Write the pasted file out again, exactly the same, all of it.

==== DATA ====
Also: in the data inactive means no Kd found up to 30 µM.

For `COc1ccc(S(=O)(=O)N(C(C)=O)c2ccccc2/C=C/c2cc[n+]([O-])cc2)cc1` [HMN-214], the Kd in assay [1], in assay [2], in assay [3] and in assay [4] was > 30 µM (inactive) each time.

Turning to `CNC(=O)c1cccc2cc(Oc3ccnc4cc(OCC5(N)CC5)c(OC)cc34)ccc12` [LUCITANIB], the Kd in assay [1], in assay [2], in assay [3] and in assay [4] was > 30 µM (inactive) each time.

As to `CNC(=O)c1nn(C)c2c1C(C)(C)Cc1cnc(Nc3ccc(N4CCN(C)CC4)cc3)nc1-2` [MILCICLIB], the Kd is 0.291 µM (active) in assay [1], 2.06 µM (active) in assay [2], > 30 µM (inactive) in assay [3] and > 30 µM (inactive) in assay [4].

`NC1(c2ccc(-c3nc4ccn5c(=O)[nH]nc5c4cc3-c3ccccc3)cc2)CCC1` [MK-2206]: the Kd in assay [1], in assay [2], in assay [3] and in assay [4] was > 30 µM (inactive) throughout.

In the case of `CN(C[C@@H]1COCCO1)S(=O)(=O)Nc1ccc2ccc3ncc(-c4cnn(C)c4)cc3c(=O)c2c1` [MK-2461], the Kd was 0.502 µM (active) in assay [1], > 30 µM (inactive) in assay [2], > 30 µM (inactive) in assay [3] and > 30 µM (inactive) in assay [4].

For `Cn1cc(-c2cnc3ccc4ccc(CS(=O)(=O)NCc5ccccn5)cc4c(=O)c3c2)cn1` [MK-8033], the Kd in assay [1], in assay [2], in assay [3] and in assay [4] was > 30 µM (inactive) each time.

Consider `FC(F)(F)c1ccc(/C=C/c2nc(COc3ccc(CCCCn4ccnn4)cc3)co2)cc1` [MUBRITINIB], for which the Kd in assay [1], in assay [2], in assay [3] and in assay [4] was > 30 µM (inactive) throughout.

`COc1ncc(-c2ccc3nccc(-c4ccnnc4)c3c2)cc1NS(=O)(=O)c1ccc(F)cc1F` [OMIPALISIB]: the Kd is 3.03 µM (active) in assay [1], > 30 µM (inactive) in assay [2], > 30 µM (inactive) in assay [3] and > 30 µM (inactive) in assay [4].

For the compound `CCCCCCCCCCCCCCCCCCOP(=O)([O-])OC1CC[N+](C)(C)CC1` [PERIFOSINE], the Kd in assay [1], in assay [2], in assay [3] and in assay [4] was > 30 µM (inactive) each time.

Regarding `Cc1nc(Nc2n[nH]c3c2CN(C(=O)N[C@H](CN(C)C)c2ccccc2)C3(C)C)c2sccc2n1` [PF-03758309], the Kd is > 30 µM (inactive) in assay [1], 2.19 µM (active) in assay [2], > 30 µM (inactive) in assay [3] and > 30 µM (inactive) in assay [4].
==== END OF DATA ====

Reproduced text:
Also: in the data inactive means no Kd found up to 30 µM.

For `COc1ccc(S(=O)(=O)N(C(C)=O)c2ccccc2/C=C/c2cc[n+]([O-])cc2)cc1` [HMN-214], the Kd in assay [1], in assay [2], in assay [3] and in assay [4] was > 30 µM (inactive) each time.

Turning to `CNC(=O)c1cccc2cc(Oc3ccnc4cc(OCC5(N)CC5)c(OC)cc34)ccc12` [LUCITANIB], the Kd in assay [1], in assay [2], in assay [3] and in assay [4] was > 30 µM (inactive) each time.

As to `CNC(=O)c1nn(C)c2c1C(C)(C)Cc1cnc(Nc3ccc(N4CCN(C)CC4)cc3)nc1-2` [MILCICLIB], the Kd is 0.291 µM (active) in assay [1], 2.06 µM (active) in assay [2], > 30 µM (inactive) in assay [3] and > 30 µM (inactive) in assay [4].

`NC1(c2ccc(-c3nc4ccn5c(=O)[nH]nc5c4cc3-c3ccccc3)cc2)CCC1` [MK-2206]: the Kd in assay [1], in assay [2], in assay [3] and in assay [4] was > 30 µM (inactive) throughout.

In the case of `CN(C[C@@H]1COCCO1)S(=O)(=O)Nc1ccc2ccc3ncc(-c4cnn(C)c4)cc3c(=O)c2c1` [MK-2461], the Kd was 0.502 µM (active) in assay [1], > 30 µM (inactive) in assay [2], > 30 µM (inactive) in assay [3] and > 30 µM (inactive) in assay [4].

For `Cn1cc(-c2cnc3ccc4ccc(CS(=O)(=O)NCc5ccccn5)cc4c(=O)c3c2)cn1` [MK-8033], the Kd in assay [1], in assay [2], in assay [3] and in assay [4] was > 30 µM (inactive) each time.

Consider `FC(F)(F)c1ccc(/C=C/c2nc(COc3ccc(CCCCn4ccnn4)cc3)co2)cc1` [MUBRITINIB], for which the Kd in assay [1], in assay [2], in assay [3] and in assay [4] was > 30 µM (inactive) throughout.

`COc1ncc(-c2ccc3nccc(-c4ccnnc4)c3c2)cc1NS(=O)(=O)c1ccc(F)cc1F` [OMIPALISIB]: the Kd is 3.03 µM (active) in assay [1], > 30 µM (inactive) in assay [2], > 30 µM (inactive) in assay [3] and > 30 µM (inactive) in assay [4].

For the compound `CCCCCCCCCCCCCCCCCCOP(=O)([O-])OC1CC[N+](C)(C)CC1` [PERIFOSINE], the Kd in assay [1], in assay [2], in assay [3] and in assay [4] was > 30 µM (inactive) each time.

Regarding `Cc1nc(Nc2n[nH]c3c2CN(C(=O)N[C@H](CN(C)C)c2ccccc2)C3(C)C)c2sccc2n1` [PF-03758309], the Kd is > 30 µM (inactive) in assay [1], 2.19 µM (active) in assay [2], > 30 µM (inactive) in assay [3] and > 30 µM (inactive) in assay [4].